Bankruptcy Schedules: Schedule D

Bankruptcy Schedules: Schedule D

Continuing on with our series on Bankruptcy Schedules, today we’ll look at Schedule D, which is used to list all of the secured debts that you owe as of the date that you filed for bankruptcy. Secured debts are those that are secured by collateral, such as a car loan or a mortgage. By completing Schedule D, you will provide the court and your creditors with a detailed list of all the debts you owe that are secured by collateral. As a general matter, secured debts will not be discharged in a bankruptcy case. Therefore, if you intend to keep the property that serves as the collateral for a loan, then you’ll need to plan to continue to make payments on that debt after bankruptcy.

Step 1: Gather Information About Your Secured Debts

Before you can start filling out Schedule D, you’ll need to gather information about all of your secured debts. This may include car loans, mortgages, and other loans that are secured by collateral. Make sure to gather all relevant documentation, including loan agreements, billing statements, and any other documents related to your secured debts.

Step 2: List Your Secured Debts

Once you have all of the necessary information, you can start listing your secured debts on Schedule D. For each secured debt, you’ll need to provide the following information:

Creditor’s name and address: This is the name and address of the creditor who holds the secured debt.
Collateral description: This is a description of the collateral that secures the debt. For example, if you have a car loan, the collateral description would be the make and model of the car.
Current value of collateral: This is the current value of the collateral that secures the debt. If you’re not sure about the value of your collateral, you can use online resources like Kelley Blue Book or NADA Guides to get an estimate.
Amount of claim: This is the amount that you owe on the secured debt as of the date that you filed for bankruptcy.
Be sure to list each secured debt separately, even if you have multiple loans with the same creditor.

Step 3: Complete the Form

Once you’ve complied all of the information on your secured debts, you or your attorney will need to complete Schedule D. This includes providing your name, case number, and other basic information, as well as signing the form to certify that the information you’ve provided is true and accurate.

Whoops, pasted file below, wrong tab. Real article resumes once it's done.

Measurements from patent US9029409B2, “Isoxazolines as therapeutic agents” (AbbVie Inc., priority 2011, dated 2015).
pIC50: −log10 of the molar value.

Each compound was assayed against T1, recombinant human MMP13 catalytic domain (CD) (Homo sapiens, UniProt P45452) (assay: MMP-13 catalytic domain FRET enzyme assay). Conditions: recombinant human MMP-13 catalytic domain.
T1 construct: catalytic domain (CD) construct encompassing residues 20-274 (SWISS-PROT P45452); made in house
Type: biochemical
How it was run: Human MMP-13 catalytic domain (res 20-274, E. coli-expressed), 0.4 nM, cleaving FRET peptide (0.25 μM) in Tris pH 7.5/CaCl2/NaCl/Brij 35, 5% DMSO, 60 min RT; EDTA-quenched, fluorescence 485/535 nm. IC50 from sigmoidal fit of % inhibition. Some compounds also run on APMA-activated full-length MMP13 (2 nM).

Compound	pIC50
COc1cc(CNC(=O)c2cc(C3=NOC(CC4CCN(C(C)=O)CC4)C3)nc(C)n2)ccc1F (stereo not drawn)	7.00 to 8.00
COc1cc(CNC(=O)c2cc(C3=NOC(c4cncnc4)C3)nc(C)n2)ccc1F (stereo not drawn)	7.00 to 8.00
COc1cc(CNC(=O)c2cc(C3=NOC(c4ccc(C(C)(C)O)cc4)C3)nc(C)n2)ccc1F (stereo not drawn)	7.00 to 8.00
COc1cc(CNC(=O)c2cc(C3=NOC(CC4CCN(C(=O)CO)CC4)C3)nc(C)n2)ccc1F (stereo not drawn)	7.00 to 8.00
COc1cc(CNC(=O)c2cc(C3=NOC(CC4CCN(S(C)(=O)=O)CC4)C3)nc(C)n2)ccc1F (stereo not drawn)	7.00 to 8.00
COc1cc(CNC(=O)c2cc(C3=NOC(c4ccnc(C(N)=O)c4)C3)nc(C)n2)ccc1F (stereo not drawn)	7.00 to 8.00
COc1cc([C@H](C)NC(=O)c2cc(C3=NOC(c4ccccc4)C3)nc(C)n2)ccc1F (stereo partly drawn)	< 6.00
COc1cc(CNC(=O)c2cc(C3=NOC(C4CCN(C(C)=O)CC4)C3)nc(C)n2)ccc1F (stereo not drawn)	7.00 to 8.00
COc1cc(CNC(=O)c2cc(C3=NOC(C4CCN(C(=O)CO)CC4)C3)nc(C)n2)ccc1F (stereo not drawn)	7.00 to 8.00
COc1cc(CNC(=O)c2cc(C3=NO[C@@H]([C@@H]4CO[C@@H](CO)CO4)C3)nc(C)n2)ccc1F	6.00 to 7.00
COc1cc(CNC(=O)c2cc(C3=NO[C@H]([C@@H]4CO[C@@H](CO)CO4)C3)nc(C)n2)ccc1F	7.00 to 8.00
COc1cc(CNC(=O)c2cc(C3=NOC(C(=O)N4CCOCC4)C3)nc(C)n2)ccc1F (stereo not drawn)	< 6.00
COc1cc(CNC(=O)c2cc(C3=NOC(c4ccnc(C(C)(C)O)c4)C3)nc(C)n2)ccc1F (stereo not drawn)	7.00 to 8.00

Step 4: Review and File

After you’ve completed Schedule D, review it carefully to make sure everything is accurate and complete. Once you’re satisfied with the form, you or your attorney will need to file it with the bankruptcy court, along with the rest of your bankruptcy paperwork. In conclusion, completing Schedule D is an important part of the bankruptcy process. By following these steps and seeking the guidance of a bankruptcy attorney if needed, you can ensure that your secured debts are accurately listed, and that your bankruptcy case proceeds smoothly.


Copy of Schedule D Form
Download Schedule D Form
Have a question? Contact Greg Mitchell, Freeman Law.

Mr. Mitchell holds an LL.M. in Taxation from New York University. Mr. Mitchell currently directs the SMU Dedman School of Law’s federal taxpayer clinic.

Prior to joining Freeman Law, Mr. Mitchell was the managing partner of The Mitchell Law Firm, L.P., a small firm he started in 2004, where he ran a diverse practice primarily focused on bankruptcy, tax and related litigation matters.

Prior to starting his own firm, Mr. Mitchell served as a Partner and General Counsel with Tax Automation, L.P., a national tax consulting firm. Mr. Mitchell was previously the National Director of Tax Technology at Ryan & Company, a national tax consulting practice, as well as a Senior Manager with KPMG, a “Big Four” accounting firm.

Mr. Mitchell is licensed to practice law in the State of Texas. He is an active member of the Texas Bar Association, currently serving as a member of the Bankruptcy Section of the State Bar. Mr. Mitchell is admitted to practice in all federal courts in the State of Texas, as well as the Fifth Circuit Court of Appeals.

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